Today I am going to introduce the moustache target distribution (moustarget distribution for brievety). Load some packages first.
library(wesanderson) # on CRAN library(RShapeTarget) # available on https://github.com/pierrejacob/RShapeTarget/ library(PAWL) # on CRAN
Let’s invoke the moustarget distribution.
shape <- create_target_from_shape( file_name=system.file(package = "RShapeTarget", "extdata/moustache.svg"), lambda=5) rinit <- function(size) matrix(rnorm(2*size), ncol = 2) moustarget <- target(name = "moustache", dimension = 2, rinit = rinit, logdensity = shape$logd, parameters = shape$algo_parameters)
This defines a target distribution represented by a SVG file using RShapeTarget. The target probability density function is defined on and is proportional to on the segments described in the SVG files, and decreases exponentially fast to away from the segments. The density function of the moustarget is plotted below, a picture being worth a thousand words.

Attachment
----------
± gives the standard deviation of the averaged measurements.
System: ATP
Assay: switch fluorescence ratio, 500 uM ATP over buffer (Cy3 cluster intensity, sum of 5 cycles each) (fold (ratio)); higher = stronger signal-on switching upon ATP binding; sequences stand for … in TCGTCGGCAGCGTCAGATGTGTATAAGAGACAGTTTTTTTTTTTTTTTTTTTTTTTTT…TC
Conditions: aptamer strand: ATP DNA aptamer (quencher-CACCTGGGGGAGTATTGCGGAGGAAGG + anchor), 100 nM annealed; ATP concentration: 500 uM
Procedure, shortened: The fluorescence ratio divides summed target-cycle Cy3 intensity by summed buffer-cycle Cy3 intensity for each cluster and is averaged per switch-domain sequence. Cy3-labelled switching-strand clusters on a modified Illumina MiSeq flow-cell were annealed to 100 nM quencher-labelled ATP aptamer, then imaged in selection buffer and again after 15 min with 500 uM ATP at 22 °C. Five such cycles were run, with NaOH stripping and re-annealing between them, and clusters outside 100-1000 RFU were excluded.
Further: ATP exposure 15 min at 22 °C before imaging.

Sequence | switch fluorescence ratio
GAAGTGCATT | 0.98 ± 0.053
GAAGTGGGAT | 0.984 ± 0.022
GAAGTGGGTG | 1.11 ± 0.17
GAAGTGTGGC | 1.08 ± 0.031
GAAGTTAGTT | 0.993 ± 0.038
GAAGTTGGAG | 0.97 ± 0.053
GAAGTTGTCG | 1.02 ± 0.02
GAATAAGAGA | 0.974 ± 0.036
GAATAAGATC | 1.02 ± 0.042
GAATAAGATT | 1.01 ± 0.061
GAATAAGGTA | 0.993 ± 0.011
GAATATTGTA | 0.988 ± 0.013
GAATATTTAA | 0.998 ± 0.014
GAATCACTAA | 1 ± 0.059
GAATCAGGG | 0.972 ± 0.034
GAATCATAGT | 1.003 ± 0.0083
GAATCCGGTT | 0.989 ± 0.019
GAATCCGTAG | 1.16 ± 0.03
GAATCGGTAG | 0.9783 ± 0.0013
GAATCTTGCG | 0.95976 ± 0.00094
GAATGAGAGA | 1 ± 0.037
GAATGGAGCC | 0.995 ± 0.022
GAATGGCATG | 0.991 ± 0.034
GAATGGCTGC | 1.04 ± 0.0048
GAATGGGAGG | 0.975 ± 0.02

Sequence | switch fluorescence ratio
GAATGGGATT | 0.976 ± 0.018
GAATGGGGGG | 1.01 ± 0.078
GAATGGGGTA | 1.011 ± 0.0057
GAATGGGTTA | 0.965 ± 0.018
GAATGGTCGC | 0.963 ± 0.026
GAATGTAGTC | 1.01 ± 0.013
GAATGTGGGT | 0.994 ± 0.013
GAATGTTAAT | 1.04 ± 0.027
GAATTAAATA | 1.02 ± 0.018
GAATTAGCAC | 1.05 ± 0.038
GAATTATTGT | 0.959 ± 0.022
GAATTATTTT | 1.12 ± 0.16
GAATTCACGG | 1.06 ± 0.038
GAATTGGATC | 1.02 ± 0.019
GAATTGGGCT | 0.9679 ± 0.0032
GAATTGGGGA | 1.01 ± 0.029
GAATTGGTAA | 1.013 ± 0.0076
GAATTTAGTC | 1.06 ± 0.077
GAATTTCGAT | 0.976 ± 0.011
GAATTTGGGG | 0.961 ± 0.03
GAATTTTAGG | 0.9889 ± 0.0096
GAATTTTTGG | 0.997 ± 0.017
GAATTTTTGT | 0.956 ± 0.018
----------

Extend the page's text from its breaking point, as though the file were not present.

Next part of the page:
There’s a nice exhibition open until May 26th at the British Library in London, entitled Beautiful Science: Picturing Data, Inspiring Insight. Various examples of data visualizations are shown, either historical or very modern, or even made especially for the exhibition. Definitely worth a detour if you happen to be in the area, you can see everything in 15 minutes.
In particular there are nice visualisations of historical climate data, gathered from the logbooks of the English East India company, whose ships were crossing every possible sea in the beginning of the 19th century. The logbooks contain locations and daily weather reports, handwritten by the captains themselves. Turns out the logbooks are kept at the British Library itself and some of them are on display at the exhibition. More info on that project here: oldweather.org.